From an estimate of the quantities of palm-sugar purchased for European refineries, added to the native refined sorts sold for export in the Calcutta market, under the names of gurp,Ita and dobarrah, Robinson concluded that 9500-10,000 tons, or at least I- of the whole annual quantity of sugar exported to England from India was in 1850 composed of palm-sugars. The attention bestowed by Europeans on the production of these sugars for the Calcutta or home markets, has been confined to the remanufacture or refining of the native raw material (khaur, dalloah, &c.) ; for this purpose, it is held in great esteem, producing a good-coloured and well-crystallized sugar, and yielding a greater percentage in weight of refined goods than can be obtained of equal quality from the same weight aud class of cane-sugars. On the other hand, raw palm-sugars are more liable to deteriorate by being kept in store, losing both colour and strength rapidly ; this applies, however, to the raw products only, the refilled or rebuiled sugars bearing transport and storage as well as those from cane.
The cause of these peculiarities appears to lie in the larger proportion of gluten present in palm sugars ; they are no less remarkable in the molasses than in the sugar itself, that from palm-eug,ar pussessiug far less saccharine matter, and being of much darker colour than that from cane, which is probably caused by the gluten being partly de-composed by the lime and heat of the boiling process. Another distinguishing feature is the absence from palm-sugar of the einpyreumatic oil observable in the cane product, and which gives to rum its well-known flavtur.
Considering the low cost of palm-sugars, and the little trouble and risk incurred in rearing the trees, it seems at first glance remarkable that European planters have not entered upon this culti vation for producing sugar on a large scale. But discouragements no doubt exiat in the nature of land-tenure in Bengal, the length of time the trees occupy in coming to full bearing, and the difficulty of collecting the juice for boiling into eugar by the European method after they have been reared. It has been shown that the annual produce of a full-grown plantation is equal to 78f maunds of goor per Bengal beegah, which, converted into hhaur, may be taken as equivalent to about 5i tons of muscovado sugar per acre.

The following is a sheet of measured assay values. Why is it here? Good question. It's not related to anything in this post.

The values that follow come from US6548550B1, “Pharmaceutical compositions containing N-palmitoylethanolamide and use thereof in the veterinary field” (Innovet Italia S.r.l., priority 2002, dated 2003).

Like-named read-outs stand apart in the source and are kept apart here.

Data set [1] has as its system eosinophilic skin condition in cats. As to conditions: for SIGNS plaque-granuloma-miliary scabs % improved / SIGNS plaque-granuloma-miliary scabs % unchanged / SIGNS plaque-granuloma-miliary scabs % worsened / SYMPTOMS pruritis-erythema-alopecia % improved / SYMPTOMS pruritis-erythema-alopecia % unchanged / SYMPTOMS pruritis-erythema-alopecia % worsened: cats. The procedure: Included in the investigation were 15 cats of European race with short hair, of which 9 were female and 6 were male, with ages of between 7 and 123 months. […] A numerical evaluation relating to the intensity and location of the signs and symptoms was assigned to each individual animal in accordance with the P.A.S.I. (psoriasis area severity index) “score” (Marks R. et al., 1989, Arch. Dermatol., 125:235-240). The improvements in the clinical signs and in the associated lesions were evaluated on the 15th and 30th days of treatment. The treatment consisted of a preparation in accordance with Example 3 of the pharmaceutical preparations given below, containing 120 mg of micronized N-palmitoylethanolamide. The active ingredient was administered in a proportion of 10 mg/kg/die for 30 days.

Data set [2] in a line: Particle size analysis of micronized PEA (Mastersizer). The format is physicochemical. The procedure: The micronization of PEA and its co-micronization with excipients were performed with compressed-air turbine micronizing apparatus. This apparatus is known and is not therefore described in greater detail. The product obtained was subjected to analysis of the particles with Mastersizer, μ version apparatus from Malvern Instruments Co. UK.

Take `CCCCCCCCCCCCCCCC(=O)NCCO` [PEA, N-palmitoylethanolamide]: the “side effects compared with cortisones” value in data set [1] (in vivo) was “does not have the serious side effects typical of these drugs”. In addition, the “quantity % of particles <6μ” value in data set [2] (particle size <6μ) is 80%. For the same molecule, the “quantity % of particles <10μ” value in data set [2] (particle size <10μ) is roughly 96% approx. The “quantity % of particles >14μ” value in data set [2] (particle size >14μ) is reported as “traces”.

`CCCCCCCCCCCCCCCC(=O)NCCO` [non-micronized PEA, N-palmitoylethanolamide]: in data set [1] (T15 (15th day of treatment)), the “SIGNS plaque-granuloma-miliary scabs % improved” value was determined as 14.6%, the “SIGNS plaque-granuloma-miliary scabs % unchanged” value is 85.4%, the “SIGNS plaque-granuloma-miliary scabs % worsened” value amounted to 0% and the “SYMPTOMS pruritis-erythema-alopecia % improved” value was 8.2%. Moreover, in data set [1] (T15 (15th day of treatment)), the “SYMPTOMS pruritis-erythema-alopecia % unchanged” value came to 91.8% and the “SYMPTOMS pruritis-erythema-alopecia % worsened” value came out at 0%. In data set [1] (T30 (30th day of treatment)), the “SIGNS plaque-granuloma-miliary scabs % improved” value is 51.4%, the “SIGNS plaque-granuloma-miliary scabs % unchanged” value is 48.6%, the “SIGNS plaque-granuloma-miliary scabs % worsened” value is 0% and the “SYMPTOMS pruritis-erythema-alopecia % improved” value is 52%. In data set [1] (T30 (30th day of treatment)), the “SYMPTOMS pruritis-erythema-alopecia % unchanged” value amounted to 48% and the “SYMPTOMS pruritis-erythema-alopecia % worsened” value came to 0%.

and Maize-sugar.—The saccharine value of the grauainaceous plants known as N. China cane, Guinea corn, millet, durra, imphee, sorgo, &c. (chiefly Sorghum saccharatum, S. vulgare, and S. caff forum), has for ages been recognized in Africa and China ; and it would seem that sugar was extracted from maize (Zea Mays) by the ancient Mexicans. Of late years, new attention has been attracted to these plants as sugar-producers, principally in the United States, but also in Canada, Australasia, India, England, and France.
Qualities.—The cultivation of aorghum, maize, and pearl-millet, and the manufacture of sugar from their stalks. were made the subject of extensive experiments by the U. S. Department of Agriculture, during 1879, and again since. The investigations demonstrate little difference between the various kinds of sorghum as sugar-producers ; and seem to prove that each of them is, at a certain period, nearly as rich in sugar as the best sugar-cane. This maximum content of sugar is maintained too for a long period, and affords time to work up a large crop.
The varieties grown and investigated were Early Amber, White Liberian, Chinese, and Honduras sorghums, and pearl-millet. The analyses of each of the plants in successive stages showed that the uncryetallizable sugar diminishes as the true sugar increaees. They differ widely in the date when the mystallizable sugar is at its maximum, but are alike in that it is attained at about the same degree of development, viz. at full maturity, as indicated by the hard dry seed, and the appearance of offishoote from the tapper joints of the stalk. Analyses of several sorghums after they had been subjected to a. very hard frost, sufficient to form ice in. thick, and continued for 4 days, exhibited no diminution of crystallizable sugar, and no increase of uncrystallizable ; but the influence of the subsequent thaw was noticeable in the diminution of crystallizable and increase of uncrystallizable sugar. Thua it would appear that protzacted cold is not injurious to the quality of the canes, but that they should be worked up before they have thawed.
The Early Amber, Chinese, Liberian, and Honduras sorghums, and the pearl-millet, were planted on the same day, May 15, 1879. The relative weights of tbe different kinds of stalk are :— Early Amber, average of 40, 1.78 lb.; White Liberian, average of 38, 1.80 ; Chinese, average of 23, 2.00 ; Honduras, average of 16, 3.61.
These were grown side by side on land of equal fertility, and afford data for calculating the average yield of each per acre. Early Amber and Liberian closely correspond in their develop ment. While these two attain a sugar-yield equal to average eugar-cane by mid-August, the Chinese does not reach this condition until late September, and the Honduras not until mid October. An average of all the examinationa of the four sorghums during the periods when they were suitable for cutting gives the following results :—Early Amber, Aug. 13-Oct. 29 inclusive, 14.6 per cent. crystallizable sugar ; Liberian, Aug. 13-Oct. 29, 13.8 per cent. ; Chinese, Sept. 13 Oct. 29, 18.8 per cent. ; Honduraa, Oct. 14-29, 14-6 per emit.